I seem to have two speed settings: GOGOGOGOGOGO!!! and crasssssshhhhhhh.  Clearly I'm in crash mode at the moment, because all I want to do is rot my brain with tv and internet, and I have no inclination whatsoever to practice.  Ah, vacation.  That time when your brain refuses to work, and it's kind of ok.  

Need to catch up on two things - song-learning and shoe-shopping.  One GO-related and one crash-related.  Song-learning: I discovered a grave Supergeeky Spreadsheet Error yesterday - I do, in fact, have five extra songs to learn before 2011 arrives, because try as I might, I couldn't squeeze in the rest of the make-up songs before I left New York, and I lost most of a day coming here that I won't get back until I return after New Year's.  So I need to double up these last few days.  Oh well.  At least I have plenty of time.  I'm beginning to suspect that Time and Motivation are the same person, since I never see them at the same time. 

The Song Plan:
Today (the 27th) - "Go Your Own Way" and "I'll Be Home For Christmas" (as soon as Mary Poppins is over)

The Rest of the Year (I can't believe we're nearly at the end of it!!):
Crystal Ball (Pink)
Anyway (Martina McBride)
I Still Haven't Found What I'm Looking For (U2)
Only For now (from Avenue Q)
Centerfold (J. Geils Band)
Sleigh Ride
It's My Party and I'll Cry if I Want To
Blue Suede Shoes

I had grand plans of planning a clever curriculum for myself at the end of the year, to highlight my growth over the course of the year blah blah blah, but 1) I'm allergic to waxing toooooo philosophical (sometimes, like when I'd rather be shoe-shopping) and 2) I just didn't have time (I had motivation, though - see what I mean?).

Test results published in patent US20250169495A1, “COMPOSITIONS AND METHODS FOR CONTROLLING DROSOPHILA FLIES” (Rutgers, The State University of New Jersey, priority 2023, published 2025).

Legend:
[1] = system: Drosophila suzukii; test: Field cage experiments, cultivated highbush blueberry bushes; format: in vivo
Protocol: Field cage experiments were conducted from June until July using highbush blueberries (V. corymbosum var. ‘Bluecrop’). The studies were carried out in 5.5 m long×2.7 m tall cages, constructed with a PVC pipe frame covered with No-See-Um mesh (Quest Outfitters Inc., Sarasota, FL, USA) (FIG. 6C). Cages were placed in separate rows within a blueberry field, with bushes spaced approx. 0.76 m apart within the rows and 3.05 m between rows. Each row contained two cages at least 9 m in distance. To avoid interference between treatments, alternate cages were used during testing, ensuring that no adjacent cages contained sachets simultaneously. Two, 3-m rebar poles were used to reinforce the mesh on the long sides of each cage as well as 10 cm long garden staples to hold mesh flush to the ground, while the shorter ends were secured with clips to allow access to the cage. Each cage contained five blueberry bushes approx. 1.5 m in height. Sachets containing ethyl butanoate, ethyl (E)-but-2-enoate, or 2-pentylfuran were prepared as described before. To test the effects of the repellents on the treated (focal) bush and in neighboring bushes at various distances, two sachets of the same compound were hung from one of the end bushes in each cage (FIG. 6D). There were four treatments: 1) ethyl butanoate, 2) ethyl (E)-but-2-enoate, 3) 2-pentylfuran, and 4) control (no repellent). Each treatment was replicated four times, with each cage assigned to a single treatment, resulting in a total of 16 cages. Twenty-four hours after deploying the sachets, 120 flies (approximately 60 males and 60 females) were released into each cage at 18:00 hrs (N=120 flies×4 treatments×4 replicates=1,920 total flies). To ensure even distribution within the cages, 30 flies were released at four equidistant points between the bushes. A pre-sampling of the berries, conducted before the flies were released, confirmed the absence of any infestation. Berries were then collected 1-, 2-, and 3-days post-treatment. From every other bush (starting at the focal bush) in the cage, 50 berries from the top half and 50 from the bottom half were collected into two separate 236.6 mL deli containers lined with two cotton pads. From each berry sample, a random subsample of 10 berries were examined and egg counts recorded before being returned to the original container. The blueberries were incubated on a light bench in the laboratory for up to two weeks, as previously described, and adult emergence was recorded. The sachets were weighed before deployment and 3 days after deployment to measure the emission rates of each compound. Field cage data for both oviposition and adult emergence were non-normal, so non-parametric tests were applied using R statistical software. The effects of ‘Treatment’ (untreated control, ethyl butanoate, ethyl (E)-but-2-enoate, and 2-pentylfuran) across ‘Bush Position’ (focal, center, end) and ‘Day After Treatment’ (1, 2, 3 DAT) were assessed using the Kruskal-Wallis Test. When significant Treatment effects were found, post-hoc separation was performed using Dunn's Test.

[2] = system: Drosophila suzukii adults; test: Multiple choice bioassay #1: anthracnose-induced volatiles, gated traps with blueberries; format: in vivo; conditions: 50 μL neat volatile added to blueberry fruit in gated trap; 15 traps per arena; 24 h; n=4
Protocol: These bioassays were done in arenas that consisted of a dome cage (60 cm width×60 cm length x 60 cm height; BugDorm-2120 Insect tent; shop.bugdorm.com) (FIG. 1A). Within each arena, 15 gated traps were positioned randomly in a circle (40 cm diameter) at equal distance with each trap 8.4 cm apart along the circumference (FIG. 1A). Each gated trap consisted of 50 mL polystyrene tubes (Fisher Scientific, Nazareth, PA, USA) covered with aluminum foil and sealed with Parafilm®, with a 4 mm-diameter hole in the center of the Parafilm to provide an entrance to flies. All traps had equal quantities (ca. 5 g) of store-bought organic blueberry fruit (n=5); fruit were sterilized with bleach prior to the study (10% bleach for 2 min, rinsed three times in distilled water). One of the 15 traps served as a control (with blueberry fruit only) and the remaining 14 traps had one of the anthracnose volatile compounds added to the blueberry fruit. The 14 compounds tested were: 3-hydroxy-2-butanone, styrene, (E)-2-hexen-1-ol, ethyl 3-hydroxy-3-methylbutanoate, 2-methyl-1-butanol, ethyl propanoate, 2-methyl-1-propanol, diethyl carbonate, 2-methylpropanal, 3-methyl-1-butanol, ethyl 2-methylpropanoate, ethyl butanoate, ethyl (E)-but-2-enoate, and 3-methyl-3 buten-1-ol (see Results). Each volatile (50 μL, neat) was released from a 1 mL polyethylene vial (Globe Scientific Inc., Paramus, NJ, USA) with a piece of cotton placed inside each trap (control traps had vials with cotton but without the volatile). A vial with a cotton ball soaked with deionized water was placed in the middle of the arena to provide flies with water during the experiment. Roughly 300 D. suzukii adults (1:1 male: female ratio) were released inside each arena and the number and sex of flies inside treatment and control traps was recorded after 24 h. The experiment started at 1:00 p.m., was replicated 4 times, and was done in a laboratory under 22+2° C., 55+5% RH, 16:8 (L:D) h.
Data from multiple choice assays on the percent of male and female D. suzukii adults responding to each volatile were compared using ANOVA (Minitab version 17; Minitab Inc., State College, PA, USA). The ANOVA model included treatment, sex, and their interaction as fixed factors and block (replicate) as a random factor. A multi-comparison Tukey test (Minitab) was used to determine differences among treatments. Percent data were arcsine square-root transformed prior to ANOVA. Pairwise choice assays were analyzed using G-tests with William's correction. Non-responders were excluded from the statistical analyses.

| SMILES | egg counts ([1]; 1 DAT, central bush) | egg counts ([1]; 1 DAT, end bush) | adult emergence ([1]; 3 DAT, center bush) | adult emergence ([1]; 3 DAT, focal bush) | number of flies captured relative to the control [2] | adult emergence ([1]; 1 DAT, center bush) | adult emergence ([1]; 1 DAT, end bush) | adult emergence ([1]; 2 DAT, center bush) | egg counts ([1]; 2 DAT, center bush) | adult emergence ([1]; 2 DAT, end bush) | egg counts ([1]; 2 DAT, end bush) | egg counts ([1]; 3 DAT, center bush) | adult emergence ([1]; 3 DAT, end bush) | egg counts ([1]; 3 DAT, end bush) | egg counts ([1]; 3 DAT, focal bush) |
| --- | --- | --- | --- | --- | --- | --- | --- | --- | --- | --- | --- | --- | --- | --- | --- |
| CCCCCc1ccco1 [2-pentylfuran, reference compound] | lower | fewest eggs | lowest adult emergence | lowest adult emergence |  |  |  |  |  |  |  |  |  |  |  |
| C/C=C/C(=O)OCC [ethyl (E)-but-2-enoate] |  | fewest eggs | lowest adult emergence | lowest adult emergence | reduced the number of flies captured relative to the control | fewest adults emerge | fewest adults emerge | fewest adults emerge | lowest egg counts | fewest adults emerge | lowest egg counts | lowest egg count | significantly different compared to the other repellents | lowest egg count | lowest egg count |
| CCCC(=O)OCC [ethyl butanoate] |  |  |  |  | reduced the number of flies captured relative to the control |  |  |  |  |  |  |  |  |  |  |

The past few weeks, I've had the same feeling I get whenever I reach the end of a trip - excitement/panic and a sense of "Oh no!  I haven't done this and this and that!  I have to come back!" - only I rarely do go back to these places unless I have family there.  I've decided to handle this existential panic by trying not to do too many things I don't want to do (hence the state of cleanliness or lack thereof of my apartment), trying to make sure the things I bother with are things I want (hence the prevalence of cookies in my diet), and not worrying too much about the rest.  So I try to avoid stupid songs that I hate, and pick songs I think I'll like, and not worry too much about the ones I haven't had time for.  And I keep reminding myself I can continue to learn songs after this year... though I seriously need time for, like, a boyfriend, and occasional shoe-shopping...

Speaking of which... auctions await (shoes, not boyfriends).

Saturday, December 25, 2010

Theme from Rocky